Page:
STUDIO: Disney
MSRP: $29.99
RUNNING TIME: 119 Minutes
• "Behind the Microphone" featurette
• Interview with Pixar Animation Studios Director, Pete Docter
• "Hayao Miyazaki Visits Pixar Animation Studios" featurette
• TV spots and trailers
• Feature-length storyboard sequence

The Pitch

meets West in a colossal battle for cinema magic and coherency! Everybody

The Humans

track: Christian Bale, Billy Crystal, Emily Mortimer, Jean Simmons, Blythe
Danner. Japanese track: Chieko Baisho, Takuya Kimura, Akihiro Miwa.

"So shut up, ugly little girl, and eat your… cielogil…"

The Nutshell

Miyazaki, whose original stories include Spirited Away and Princess
, adapts a young adult novel from British author Diana Wynne
Jones. In it, a young girl named Sofie has an unfortunate run-in with a
powerful witch, who casts a spell which turns the girl into an old woman. Part
of the spell prohibits Sofie from telling anyone she’s cursed, and so she
wanders away from friends and family in search of a cure.

Out in
the wastes (which are actually quite pretty, in a pastoral way,) Sofie finds a
massive lumbering contraption which is home to the great wizard Howl and his
colorful cast of friends.

Then a
war happens, and someone double-crosses someone, and Howl moons about like a
teenage girl, and Sofie falls in love, and magic does some stuff and some other
stuff, and– you know what? Screw it. The whole narrative just falls apart into
barely-connected events after about the thirty-minute mark.

This is Alan Ginsberg’s Howl’s Moving Castle, in which the night never ends,
and the cry of the human soul echoes in the void.

The Lowdown

Put me
down as one who was charmed by the narrative liberties in the final act of Spirited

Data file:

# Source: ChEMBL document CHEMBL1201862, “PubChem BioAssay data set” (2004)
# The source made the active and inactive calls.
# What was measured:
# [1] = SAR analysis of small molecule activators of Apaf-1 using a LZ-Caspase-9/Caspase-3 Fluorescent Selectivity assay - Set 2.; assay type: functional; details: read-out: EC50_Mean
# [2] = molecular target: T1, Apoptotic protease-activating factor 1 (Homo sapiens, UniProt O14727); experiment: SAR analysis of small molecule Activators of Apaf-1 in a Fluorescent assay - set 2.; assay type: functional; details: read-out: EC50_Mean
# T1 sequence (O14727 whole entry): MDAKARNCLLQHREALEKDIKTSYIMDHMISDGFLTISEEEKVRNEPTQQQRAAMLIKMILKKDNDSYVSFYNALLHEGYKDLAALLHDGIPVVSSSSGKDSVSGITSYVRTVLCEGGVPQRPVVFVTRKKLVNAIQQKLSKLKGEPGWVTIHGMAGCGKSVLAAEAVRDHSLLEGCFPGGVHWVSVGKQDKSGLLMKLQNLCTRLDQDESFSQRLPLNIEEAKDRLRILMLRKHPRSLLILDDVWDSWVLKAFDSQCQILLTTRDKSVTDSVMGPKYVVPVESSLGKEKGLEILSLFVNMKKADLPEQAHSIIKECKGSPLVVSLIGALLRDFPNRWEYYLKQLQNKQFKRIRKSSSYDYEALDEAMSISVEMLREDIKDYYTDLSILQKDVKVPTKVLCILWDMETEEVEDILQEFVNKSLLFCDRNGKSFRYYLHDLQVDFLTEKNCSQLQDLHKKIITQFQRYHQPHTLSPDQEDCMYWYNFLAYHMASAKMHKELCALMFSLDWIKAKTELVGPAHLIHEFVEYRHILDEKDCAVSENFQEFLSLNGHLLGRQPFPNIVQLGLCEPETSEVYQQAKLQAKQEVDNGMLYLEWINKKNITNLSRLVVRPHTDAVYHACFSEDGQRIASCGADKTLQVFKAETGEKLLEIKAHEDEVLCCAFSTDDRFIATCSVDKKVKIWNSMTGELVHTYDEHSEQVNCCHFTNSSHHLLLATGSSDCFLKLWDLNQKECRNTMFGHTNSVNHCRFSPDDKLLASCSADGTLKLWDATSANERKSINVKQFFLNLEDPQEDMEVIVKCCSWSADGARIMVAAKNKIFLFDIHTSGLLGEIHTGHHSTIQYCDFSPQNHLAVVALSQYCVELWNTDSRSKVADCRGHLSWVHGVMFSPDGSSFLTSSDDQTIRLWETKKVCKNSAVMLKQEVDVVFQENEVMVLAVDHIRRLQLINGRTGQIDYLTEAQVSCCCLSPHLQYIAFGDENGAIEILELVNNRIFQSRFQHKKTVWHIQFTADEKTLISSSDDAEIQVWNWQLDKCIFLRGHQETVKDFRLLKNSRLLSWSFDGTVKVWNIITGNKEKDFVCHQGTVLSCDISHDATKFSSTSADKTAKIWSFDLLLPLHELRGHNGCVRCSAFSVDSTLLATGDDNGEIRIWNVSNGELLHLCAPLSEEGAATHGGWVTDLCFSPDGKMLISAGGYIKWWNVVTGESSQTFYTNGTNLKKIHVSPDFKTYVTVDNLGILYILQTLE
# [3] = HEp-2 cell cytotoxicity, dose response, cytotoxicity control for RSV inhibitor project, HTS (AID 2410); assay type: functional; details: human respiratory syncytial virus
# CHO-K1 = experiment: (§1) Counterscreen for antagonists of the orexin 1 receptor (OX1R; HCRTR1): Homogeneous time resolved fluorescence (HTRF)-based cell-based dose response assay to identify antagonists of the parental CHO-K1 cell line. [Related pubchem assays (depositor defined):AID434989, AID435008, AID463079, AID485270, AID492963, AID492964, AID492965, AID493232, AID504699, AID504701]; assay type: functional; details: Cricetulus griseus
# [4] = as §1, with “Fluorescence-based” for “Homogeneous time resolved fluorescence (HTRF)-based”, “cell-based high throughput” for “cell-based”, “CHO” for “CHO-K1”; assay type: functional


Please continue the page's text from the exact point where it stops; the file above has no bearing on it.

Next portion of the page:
, but I just couldn’t stomach the disregard for fiction that
Miyazaki takes in Howl’s Moving Castle. The
characters progress with very little in the way of motivation. Sofie abandons
her life too quickly and with too high a humor; Howl flits about from task to
task like an epileptic budgie; and they aren’t even the worst of it.

The whole
story is set against a backdrop of a war between kingdoms. Massive airships
clash in the sky and firebomb villages. Wizards and witches turn themselves
into great beasts in service of their masters. Sounds exciting, and it looks
impressive, but there’s so little reason for it that it ends up only
contributing noise.

motivations are necessary, they are awkwardly injected right into the dialogue.
Declarations of love, of a history of bad blood, of magical connections all
come flying out of nowhere to keep the shuddering plot on its feet. The plot
reminds me of nothing more than Howl’s castle itself, a plodding, slapdash
affair that looks as if at any moment it might fall to pieces, and eventually

characters are all one-sided, mostly because they don’t have much of a conflict
to anchor to, or the conflict is ignored. Compare Sofie with Chihiro from Spirited
: Chihiro was driven by a number of conflict, all of which were in
service of her recovering her parents and returning home. Sofie, on the other
hand, should have a serious momentum that comes from her desire to return to
her original form, but it doesn’t come out in her actions or dialogue. She just
doesn’t seem to care. Instead of her driving the plot along, it works the other
way around.

I like my women like I like my fires: fat and sassy.

movies aren’t inherently bad, of course, but they do require coherency. The
world that the plot inhabits in Howl’s Moving Castle is never
explained to the audience’s satisfaction. How does magic work? Pretty much any
damn way we want, say the writers. What caused this war, and why does the
fighting go on? Well, a prince was kidnapped or cursed or killed or something,